Once the impact of COVID-19 begins to minimize and activities settle into a “new normal,” efforts to expand precision medicine across many diseases will resume.
In the simplest terms, precision medicine is the “right test for the right patient at the right time.” But the practice of precision medicine is not so simple. A physician must choose from an array of complicated tests that are appropriate for a diagnosis and the creation of a treatment plan for their patient in a timely manner. That’s a lot of separate data and time points to manage for one patient, so how do we connect these individual patients together with their own personalized sets of tests and outcomes to improve population health?
We can look to breast cancer, where precision medicine has played out for the past decade and has paved the way for standard biomarker testing guidelines, risk assessment and screening protocols, as well as treatment plans that are now widely recognized and used. This clinical application of precision medicine has resulted in the avoidance of unnecessary and ineffective testing and treatment, rapid identification of targeted treatments with good responses in similar populations, and the proactive screening of families at high risk for breast cancers.
Hormone receptor and HER2 testing has become routine for primary invasive carcinomas, and recurrent and metastatic breast tumors. Knowing the estrogen receptor, progesterone receptor, and HER2 test results within a few days of a biopsy allows an oncologist to determine if a patient might benefit from hormone or anti-HER2 therapy. For patients who did not have a hormone receptor or HER2-positive test result or who did not respond to a standard “one size fits all” treatment plan, comprehensive tumor profiling can provide a personalized set of targeted therapy options that are uniquely matched to the tumor mutations. Additionally, women with early stage, lymph node–negative breast cancer can undergo a 21-gene profiling test to determine if they need chemotherapy, once again getting the right treatment for the patient.
Approximately 5% to 10% of breast cancers can be attributed to an increased risk from inheriting a pathogenic gene mutation in BRCA1 or BRCA2. Genetic counselors choose an appropriate test for each family member of the affected, and then follow-up with regular monitoring plans for those with inherited pathogenic mutations. Catching a disease early requires the right test at the right time, which is why large-scale population screening, such as BRCA testing, is recommended at earlier ages for high-risk families and populations.
The big picture comes together in precision medicine when clinical outcomes are linked to the biomarker testing choices, disease screening methods, and targeted treatment plans for large groups of patients as part of clinical trials and translational research. With the analysis of “big data” comes new and updated biomarker testing recommendations, patient care models, disease screening protocols, and treatment guidelines by professional medical societies. These guidelines reflect the most recent technological advances in laboratory science from the bench to the bedside, and this information is continually evolving with new studies leading to better survival rates, increased detection, and improved treatments for future patients.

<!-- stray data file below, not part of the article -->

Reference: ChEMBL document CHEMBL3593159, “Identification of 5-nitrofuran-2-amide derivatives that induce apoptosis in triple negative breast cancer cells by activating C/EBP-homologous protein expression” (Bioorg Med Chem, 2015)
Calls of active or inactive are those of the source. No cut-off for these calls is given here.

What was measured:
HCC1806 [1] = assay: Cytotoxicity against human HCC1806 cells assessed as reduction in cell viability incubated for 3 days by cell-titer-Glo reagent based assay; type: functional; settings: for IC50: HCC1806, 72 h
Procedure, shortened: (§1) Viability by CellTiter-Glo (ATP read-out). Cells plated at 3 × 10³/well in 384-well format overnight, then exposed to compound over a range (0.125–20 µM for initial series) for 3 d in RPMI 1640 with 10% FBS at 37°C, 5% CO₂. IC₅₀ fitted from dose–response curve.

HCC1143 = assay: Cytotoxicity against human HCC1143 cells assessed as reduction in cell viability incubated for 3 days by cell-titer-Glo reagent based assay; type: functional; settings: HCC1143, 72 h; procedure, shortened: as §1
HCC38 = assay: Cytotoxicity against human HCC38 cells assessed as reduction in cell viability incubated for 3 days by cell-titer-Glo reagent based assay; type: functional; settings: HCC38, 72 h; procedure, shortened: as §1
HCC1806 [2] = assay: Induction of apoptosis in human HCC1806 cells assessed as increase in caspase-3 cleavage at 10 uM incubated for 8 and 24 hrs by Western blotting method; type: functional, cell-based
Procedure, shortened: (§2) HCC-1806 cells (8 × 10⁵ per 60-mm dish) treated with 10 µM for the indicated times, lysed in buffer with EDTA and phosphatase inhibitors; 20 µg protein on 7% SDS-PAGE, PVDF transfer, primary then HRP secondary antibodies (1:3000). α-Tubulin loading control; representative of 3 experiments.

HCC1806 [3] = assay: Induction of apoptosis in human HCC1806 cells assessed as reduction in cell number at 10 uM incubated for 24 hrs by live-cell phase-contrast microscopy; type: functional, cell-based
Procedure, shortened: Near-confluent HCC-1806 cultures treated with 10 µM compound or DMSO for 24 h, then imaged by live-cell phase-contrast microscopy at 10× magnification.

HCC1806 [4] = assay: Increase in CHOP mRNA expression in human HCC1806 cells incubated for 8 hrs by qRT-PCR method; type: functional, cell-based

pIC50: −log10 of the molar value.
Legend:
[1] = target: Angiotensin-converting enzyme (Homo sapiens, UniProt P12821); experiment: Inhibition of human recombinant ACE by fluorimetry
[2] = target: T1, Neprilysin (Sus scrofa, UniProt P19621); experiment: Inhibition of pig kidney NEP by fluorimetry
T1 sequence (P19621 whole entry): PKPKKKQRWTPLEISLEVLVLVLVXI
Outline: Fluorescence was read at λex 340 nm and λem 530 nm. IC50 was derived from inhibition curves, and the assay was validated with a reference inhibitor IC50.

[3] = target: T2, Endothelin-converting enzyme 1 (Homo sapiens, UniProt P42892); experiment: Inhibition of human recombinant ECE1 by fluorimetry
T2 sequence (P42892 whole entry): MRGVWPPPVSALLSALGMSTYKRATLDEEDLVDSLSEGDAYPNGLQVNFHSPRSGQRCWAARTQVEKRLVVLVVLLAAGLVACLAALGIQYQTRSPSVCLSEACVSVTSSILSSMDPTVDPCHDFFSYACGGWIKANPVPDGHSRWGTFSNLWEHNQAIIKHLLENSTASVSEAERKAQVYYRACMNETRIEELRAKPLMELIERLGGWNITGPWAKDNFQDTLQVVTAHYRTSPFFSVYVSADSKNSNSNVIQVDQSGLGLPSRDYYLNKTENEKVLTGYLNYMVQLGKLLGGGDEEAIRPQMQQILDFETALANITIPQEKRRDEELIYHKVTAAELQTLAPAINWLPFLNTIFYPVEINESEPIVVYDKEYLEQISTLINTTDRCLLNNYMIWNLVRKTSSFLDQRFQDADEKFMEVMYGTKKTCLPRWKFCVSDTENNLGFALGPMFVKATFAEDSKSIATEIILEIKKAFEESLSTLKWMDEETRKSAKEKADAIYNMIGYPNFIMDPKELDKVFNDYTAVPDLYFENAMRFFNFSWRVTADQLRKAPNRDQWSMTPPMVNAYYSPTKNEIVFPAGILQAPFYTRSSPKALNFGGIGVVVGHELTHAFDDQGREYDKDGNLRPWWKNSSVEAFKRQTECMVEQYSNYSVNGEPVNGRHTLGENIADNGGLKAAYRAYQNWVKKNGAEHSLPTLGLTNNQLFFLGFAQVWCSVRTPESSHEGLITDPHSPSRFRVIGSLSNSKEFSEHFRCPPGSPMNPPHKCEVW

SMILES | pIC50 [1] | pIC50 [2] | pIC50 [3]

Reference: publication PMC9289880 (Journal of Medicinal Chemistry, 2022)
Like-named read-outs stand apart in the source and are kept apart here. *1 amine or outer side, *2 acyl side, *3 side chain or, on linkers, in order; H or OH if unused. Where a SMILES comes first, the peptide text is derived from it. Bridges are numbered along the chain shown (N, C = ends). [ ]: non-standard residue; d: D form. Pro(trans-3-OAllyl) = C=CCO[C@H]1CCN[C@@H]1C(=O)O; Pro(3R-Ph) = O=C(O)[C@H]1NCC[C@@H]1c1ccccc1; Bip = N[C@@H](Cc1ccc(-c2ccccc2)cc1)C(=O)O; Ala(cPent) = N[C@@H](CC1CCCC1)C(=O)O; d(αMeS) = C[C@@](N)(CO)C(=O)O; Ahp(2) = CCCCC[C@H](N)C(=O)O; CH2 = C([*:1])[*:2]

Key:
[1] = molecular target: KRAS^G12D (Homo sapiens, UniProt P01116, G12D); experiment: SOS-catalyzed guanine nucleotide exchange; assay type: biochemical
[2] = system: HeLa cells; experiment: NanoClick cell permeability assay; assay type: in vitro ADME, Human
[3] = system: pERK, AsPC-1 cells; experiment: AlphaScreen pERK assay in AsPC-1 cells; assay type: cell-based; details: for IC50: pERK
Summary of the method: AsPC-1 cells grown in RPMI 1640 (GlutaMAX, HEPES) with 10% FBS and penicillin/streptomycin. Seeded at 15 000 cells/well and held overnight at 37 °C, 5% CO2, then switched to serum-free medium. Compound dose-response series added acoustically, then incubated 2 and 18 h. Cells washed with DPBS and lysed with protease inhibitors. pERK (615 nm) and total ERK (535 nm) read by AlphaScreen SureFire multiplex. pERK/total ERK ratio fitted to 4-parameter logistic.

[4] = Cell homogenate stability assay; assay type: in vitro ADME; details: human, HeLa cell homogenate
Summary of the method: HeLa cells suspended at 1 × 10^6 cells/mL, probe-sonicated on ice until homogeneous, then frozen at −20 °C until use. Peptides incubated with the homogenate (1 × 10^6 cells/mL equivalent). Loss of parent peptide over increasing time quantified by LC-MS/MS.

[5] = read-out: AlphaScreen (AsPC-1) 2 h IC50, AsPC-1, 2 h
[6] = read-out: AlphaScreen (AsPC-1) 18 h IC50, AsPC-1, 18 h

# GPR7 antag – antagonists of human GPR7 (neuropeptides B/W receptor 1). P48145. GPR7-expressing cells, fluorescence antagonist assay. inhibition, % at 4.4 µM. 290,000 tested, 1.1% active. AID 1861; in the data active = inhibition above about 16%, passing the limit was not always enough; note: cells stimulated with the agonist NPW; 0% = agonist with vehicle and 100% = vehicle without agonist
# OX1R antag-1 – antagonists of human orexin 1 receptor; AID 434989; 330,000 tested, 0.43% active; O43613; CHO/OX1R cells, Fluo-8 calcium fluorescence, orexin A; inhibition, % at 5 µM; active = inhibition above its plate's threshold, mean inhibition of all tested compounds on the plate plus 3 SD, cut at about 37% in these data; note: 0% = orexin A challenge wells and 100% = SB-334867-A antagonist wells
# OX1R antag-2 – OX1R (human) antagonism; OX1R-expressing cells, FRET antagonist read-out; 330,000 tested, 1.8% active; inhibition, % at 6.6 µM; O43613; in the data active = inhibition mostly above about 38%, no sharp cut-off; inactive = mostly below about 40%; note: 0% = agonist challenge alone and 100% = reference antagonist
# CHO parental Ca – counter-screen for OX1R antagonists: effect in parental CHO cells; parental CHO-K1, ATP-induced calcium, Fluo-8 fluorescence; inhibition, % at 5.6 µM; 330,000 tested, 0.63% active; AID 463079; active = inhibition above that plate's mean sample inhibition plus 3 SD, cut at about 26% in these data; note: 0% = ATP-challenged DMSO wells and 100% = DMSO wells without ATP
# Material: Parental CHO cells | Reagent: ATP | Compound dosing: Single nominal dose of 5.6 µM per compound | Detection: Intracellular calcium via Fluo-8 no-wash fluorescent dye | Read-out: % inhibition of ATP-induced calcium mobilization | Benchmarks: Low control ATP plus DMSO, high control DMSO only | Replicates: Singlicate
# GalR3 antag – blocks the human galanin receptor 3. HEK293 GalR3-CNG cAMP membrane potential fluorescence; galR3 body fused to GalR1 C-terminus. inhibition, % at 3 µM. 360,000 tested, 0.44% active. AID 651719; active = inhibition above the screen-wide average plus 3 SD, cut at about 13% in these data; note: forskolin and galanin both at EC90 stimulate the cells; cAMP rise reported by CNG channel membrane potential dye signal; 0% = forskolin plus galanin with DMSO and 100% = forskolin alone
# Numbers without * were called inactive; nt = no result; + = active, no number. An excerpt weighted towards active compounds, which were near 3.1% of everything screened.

Like all aspects of healthcare, the emergence of coronavirus disease 2019 (COVID-19) has impacted many different areas of precision medicine. The pandemic has certainly hindered surgeries, and therefore, testing on biopsy tissue. Consequently, oncologists are expecting a wave of more advanced cancers at diagnosis due to delayed biopsies and other issues, such as postponed preventative screening and medical appointments that were put off because patients with suspicious symptoms were afraid to see physicians during the COVID crisis. Providers have tried to ensure the safest environment possible for patients by adjusting how they operate. For instance, some commercial laboratory vendors that offer liquid biopsy testing have implemented mobile phlebotomy to do the necessary blood draw at the patient’s house rather than in the clinic, but tissue is still needed for the initial diagnosis. Undoubtedly, there will be ramifications from these delays, as the earlier cancer is detected, the better the outcome.
Once the impact of COVID-19 begins to minimize and activities settle into a “new normal,” efforts to expand precision medicine across many diseases will resume. As more physicians learn the lessons of how breast cancer incorporated biomarker testing, disease screening, and targeted therapies into standard practices, support for this promising approach to personalized care will continue to grow for the betterment of individuals, families, and populations.
Jen Buhay, PhD, is the precision medicine clinical program manager for The US Oncology Network, leading biomarker testing, education, and operational efforts to support personalized patient care for oncology. Previously, she led precision medicine initiatives in a community hospital setting and worked as a laboratory scientist for commercial and academic molecular diagnostic laboratories. Dr Buhay holds a PhD in Integrative Biology (molecular genetics and computational biology) from Brigham Young University, an MS in Biology from Eastern Kentucky University, and a BS in Animal Behavior from Juniata College. She is board-certified as a molecular biologist through the American Society for Clinical Pathology.